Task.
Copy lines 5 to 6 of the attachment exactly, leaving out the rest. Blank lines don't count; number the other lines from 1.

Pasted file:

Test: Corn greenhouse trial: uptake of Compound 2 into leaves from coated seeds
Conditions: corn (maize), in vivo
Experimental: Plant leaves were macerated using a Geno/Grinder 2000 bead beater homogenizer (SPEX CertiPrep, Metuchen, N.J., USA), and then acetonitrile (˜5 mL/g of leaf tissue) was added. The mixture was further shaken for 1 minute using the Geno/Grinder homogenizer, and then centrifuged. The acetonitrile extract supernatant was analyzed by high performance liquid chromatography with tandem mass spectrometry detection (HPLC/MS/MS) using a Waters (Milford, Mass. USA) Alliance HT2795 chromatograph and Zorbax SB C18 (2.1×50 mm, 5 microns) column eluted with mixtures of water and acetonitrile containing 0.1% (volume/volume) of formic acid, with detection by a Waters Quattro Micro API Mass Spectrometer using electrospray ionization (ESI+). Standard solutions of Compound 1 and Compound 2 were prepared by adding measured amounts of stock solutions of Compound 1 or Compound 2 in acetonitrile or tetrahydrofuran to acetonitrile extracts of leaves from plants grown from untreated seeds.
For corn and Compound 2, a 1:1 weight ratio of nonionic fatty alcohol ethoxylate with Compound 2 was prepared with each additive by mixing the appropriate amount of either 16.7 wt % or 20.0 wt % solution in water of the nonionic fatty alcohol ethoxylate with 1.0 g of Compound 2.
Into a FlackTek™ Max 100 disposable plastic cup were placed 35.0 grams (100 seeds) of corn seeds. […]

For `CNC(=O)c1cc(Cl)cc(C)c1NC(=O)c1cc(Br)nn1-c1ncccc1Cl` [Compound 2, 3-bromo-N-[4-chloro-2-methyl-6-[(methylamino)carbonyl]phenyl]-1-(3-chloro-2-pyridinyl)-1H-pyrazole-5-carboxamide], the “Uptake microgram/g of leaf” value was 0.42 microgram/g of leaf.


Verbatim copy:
Into a FlackTek™ Max 100 disposable plastic cup were placed 35.0 grams (100 seeds) of corn seeds. […]

For `CNC(=O)c1cc(Cl)cc(C)c1NC(=O)c1cc(Br)nn1-c1ncccc1Cl` [Compound 2, 3-bromo-N-[4-chloro-2-methyl-6-[(methylamino)carbonyl]phenyl]-1-(3-chloro-2-pyridinyl)-1H-pyrazole-5-carboxamide], the “Uptake microgram/g of leaf” value was 0.42 microgram/g of leaf.